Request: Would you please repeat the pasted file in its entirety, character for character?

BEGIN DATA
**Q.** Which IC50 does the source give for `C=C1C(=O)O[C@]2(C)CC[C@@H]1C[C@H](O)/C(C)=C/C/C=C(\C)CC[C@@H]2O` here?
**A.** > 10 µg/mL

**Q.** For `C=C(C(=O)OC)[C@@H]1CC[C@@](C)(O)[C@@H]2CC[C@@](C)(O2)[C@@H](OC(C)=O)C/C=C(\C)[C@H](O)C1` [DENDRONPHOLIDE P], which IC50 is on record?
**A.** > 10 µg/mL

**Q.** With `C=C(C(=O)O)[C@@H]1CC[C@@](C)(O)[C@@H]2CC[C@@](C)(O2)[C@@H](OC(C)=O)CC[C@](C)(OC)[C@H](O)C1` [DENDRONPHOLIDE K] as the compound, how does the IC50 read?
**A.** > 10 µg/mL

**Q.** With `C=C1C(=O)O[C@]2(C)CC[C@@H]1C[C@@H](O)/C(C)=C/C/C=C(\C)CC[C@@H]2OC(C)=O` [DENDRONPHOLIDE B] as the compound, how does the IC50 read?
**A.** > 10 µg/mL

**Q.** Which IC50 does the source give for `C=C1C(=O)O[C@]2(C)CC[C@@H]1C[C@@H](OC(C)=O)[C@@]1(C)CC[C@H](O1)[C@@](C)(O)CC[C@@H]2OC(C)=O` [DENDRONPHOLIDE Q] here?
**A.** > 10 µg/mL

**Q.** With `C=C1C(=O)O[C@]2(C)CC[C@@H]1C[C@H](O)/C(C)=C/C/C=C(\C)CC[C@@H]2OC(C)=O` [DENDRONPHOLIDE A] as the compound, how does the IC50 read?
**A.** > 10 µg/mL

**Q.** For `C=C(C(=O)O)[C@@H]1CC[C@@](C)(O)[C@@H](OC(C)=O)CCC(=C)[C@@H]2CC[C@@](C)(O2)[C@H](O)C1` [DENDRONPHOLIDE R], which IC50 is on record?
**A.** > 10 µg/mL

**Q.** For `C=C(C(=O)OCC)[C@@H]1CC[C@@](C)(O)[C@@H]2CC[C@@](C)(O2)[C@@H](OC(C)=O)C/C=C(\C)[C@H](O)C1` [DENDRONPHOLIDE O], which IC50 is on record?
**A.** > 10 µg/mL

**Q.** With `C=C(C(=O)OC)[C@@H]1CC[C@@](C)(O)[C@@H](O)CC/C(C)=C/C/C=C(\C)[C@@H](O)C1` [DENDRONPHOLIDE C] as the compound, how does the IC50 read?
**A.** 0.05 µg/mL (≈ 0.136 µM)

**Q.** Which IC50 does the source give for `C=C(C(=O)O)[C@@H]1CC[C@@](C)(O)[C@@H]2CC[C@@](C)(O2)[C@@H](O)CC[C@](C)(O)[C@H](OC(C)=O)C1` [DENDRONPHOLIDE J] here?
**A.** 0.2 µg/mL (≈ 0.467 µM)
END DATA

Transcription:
**Q.** Which IC50 does the source give for `C=C1C(=O)O[C@]2(C)CC[C@@H]1C[C@H](O)/C(C)=C/C/C=C(\C)CC[C@@H]2O` here?
**A.** > 10 µg/mL

**Q.** For `C=C(C(=O)OC)[C@@H]1CC[C@@](C)(O)[C@@H]2CC[C@@](C)(O2)[C@@H](OC(C)=O)C/C=C(\C)[C@H](O)C1` [DENDRONPHOLIDE P], which IC50 is on record?
**A.** > 10 µg/mL

**Q.** With `C=C(C(=O)O)[C@@H]1CC[C@@](C)(O)[C@@H]2CC[C@@](C)(O2)[C@@H](OC(C)=O)CC[C@](C)(OC)[C@H](O)C1` [DENDRONPHOLIDE K] as the compound, how does the IC50 read?
**A.** > 10 µg/mL

**Q.** With `C=C1C(=O)O[C@]2(C)CC[C@@H]1C[C@@H](O)/C(C)=C/C/C=C(\C)CC[C@@H]2OC(C)=O` [DENDRONPHOLIDE B] as the compound, how does the IC50 read?
**A.** > 10 µg/mL

**Q.** Which IC50 does the source give for `C=C1C(=O)O[C@]2(C)CC[C@@H]1C[C@@H](OC(C)=O)[C@@]1(C)CC[C@H](O1)[C@@](C)(O)CC[C@@H]2OC(C)=O` [DENDRONPHOLIDE Q] here?
**A.** > 10 µg/mL

**Q.** With `C=C1C(=O)O[C@]2(C)CC[C@@H]1C[C@H](O)/C(C)=C/C/C=C(\C)CC[C@@H]2OC(C)=O` [DENDRONPHOLIDE A] as the compound, how does the IC50 read?
**A.** > 10 µg/mL

**Q.** For `C=C(C(=O)O)[C@@H]1CC[C@@](C)(O)[C@@H](OC(C)=O)CCC(=C)[C@@H]2CC[C@@](C)(O2)[C@H](O)C1` [DENDRONPHOLIDE R], which IC50 is on record?
**A.** > 10 µg/mL

**Q.** For `C=C(C(=O)OCC)[C@@H]1CC[C@@](C)(O)[C@@H]2CC[C@@](C)(O2)[C@@H](OC(C)=O)C/C=C(\C)[C@H](O)C1` [DENDRONPHOLIDE O], which IC50 is on record?
**A.** > 10 µg/mL

**Q.** With `C=C(C(=O)OC)[C@@H]1CC[C@@](C)(O)[C@@H](O)CC/C(C)=C/C/C=C(\C)[C@@H](O)C1` [DENDRONPHOLIDE C] as the compound, how does the IC50 read?
**A.** 0.05 µg/mL (≈ 0.136 µM)

**Q.** Which IC50 does the source give for `C=C(C(=O)O)[C@@H]1CC[C@@](C)(O)[C@@H]2CC[C@@](C)(O2)[C@@H](O)CC[C@](C)(O)[C@H](OC(C)=O)C1` [DENDRONPHOLIDE J] here?
**A.** 0.2 µg/mL (≈ 0.467 µM)